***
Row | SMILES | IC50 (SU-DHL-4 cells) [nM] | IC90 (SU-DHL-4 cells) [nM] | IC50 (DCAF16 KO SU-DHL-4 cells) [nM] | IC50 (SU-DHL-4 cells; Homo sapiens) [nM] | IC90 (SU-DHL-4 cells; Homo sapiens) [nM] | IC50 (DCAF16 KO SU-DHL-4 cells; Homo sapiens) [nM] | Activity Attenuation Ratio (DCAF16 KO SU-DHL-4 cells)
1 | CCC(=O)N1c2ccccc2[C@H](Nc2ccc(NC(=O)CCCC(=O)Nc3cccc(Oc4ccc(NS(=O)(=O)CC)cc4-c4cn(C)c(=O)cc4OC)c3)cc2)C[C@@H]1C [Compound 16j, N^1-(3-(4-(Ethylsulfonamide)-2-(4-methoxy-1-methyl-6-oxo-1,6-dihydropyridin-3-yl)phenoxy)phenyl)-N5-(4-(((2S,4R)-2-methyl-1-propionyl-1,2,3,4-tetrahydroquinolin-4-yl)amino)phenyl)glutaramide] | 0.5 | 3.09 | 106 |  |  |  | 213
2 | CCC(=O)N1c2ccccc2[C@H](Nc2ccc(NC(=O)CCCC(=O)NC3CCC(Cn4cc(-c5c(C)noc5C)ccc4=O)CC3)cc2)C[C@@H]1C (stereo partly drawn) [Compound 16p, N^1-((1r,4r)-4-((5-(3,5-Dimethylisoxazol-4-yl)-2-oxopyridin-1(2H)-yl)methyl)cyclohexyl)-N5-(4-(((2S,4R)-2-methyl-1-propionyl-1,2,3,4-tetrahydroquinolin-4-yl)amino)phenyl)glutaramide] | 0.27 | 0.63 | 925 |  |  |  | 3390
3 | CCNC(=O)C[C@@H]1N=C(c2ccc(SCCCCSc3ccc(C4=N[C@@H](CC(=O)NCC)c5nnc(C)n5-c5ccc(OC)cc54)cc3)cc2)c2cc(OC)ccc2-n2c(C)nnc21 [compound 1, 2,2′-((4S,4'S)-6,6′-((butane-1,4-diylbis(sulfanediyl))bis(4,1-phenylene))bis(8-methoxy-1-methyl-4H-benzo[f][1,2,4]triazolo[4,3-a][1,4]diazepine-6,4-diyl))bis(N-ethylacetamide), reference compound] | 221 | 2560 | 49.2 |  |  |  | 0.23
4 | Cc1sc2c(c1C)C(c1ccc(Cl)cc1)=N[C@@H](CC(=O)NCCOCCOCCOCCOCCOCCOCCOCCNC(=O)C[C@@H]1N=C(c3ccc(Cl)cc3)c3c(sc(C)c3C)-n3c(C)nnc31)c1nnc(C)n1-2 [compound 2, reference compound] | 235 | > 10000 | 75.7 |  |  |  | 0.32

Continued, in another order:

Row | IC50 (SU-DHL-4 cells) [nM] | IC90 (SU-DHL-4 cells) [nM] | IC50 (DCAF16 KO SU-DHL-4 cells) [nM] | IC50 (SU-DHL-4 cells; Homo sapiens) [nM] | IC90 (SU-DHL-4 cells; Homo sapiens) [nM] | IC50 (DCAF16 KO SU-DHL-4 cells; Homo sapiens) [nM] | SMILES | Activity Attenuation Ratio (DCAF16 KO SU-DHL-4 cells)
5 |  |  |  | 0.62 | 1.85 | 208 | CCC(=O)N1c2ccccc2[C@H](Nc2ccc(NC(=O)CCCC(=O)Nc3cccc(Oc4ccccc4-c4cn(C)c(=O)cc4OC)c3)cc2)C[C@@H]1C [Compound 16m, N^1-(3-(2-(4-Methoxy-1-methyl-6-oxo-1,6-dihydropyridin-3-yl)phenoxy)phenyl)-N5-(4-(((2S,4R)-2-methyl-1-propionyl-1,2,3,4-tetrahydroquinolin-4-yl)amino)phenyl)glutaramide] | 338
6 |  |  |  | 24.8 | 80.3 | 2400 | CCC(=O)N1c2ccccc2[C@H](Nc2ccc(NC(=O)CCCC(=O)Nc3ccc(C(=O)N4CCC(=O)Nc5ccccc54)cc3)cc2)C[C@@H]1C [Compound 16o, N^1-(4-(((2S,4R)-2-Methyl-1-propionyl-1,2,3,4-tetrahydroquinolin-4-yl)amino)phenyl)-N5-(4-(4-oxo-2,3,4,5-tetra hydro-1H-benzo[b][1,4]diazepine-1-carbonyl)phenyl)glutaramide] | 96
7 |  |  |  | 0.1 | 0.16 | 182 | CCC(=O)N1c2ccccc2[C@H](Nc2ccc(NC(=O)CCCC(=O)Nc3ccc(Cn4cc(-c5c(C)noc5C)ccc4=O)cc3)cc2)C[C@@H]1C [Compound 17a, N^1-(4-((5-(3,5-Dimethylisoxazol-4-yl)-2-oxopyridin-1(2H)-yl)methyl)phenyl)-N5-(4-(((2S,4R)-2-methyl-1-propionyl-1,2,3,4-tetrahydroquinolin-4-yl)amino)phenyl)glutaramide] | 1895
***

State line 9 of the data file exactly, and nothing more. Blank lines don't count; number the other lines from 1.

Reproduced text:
6 |  |  |  | 24.8 | 80.3 | 2400 | CCC(=O)N1c2ccccc2[C@H](Nc2ccc(NC(=O)CCCC(=O)Nc3ccc(C(=O)N4CCC(=O)Nc5ccccc54)cc3)cc2)C[C@@H]1C [Compound 16o, N^1-(4-(((2S,4R)-2-Methyl-1-propionyl-1,2,3,4-tetrahydroquinolin-4-yl)amino)phenyl)-N5-(4-(4-oxo-2,3,4,5-tetra hydro-1H-benzo[b][1,4]diazepine-1-carbonyl)phenyl)glutaramide] | 96